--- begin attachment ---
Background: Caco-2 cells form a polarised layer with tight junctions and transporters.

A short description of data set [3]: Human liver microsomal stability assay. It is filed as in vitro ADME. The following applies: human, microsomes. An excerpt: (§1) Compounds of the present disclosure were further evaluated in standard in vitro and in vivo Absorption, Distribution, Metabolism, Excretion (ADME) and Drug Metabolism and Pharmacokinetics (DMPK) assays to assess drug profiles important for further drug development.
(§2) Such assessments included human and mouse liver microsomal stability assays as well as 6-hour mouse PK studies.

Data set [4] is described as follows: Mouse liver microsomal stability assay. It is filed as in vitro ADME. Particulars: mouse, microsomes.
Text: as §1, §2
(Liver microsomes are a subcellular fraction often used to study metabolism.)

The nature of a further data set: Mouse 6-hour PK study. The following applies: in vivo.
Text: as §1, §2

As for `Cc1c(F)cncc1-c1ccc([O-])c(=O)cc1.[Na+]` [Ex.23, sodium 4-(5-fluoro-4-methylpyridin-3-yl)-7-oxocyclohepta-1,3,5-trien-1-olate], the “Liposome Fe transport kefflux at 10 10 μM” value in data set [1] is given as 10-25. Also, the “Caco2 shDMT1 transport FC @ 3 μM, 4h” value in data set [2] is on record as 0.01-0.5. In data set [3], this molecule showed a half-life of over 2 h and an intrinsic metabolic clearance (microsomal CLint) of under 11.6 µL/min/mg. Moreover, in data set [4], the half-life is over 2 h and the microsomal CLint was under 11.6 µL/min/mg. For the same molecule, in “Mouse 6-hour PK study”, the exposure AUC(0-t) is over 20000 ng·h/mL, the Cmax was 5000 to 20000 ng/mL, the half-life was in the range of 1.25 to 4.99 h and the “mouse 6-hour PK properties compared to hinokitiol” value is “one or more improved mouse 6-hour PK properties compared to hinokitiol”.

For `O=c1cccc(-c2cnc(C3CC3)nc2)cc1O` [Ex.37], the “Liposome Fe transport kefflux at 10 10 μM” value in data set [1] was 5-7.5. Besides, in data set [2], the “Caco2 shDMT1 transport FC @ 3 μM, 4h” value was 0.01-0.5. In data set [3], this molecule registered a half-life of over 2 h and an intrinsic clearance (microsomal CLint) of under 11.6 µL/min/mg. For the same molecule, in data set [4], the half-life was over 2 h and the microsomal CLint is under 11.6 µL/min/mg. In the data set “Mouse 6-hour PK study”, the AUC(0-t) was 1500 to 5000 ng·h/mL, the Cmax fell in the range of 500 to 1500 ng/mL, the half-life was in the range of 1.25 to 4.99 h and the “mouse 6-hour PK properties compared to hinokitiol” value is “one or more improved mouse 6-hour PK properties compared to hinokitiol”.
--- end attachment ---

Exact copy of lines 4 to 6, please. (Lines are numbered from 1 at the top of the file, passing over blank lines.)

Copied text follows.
Data set [4] is described as follows: Mouse liver microsomal stability assay. It is filed as in vitro ADME. Particulars: mouse, microsomes.
Text: as §1, §2
(Liver microsomes are a subcellular fraction often used to study metabolism.)